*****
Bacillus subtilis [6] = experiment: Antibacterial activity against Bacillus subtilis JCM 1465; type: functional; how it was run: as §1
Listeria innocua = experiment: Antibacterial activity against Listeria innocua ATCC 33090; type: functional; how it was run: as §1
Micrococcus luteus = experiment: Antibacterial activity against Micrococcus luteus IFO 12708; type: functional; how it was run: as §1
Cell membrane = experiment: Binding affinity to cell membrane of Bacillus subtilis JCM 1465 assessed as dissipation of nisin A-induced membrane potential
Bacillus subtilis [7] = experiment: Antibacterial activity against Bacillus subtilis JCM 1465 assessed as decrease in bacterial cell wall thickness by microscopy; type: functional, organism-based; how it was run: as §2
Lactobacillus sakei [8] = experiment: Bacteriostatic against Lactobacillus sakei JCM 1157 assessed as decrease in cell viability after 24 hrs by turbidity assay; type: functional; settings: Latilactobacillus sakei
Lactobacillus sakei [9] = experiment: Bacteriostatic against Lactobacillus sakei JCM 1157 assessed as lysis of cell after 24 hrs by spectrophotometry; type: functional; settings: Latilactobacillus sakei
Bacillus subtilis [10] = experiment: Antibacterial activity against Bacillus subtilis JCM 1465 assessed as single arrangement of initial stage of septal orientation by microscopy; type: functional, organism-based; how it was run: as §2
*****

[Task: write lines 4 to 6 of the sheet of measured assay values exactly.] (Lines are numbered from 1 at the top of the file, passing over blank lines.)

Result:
Cell membrane = experiment: Binding affinity to cell membrane of Bacillus subtilis JCM 1465 assessed as dissipation of nisin A-induced membrane potential
Bacillus subtilis [7] = experiment: Antibacterial activity against Bacillus subtilis JCM 1465 assessed as decrease in bacterial cell wall thickness by microscopy; type: functional, organism-based; how it was run: as §2
Lactobacillus sakei [8] = experiment: Bacteriostatic against Lactobacillus sakei JCM 1157 assessed as decrease in cell viability after 24 hrs by turbidity assay; type: functional; settings: Latilactobacillus sakei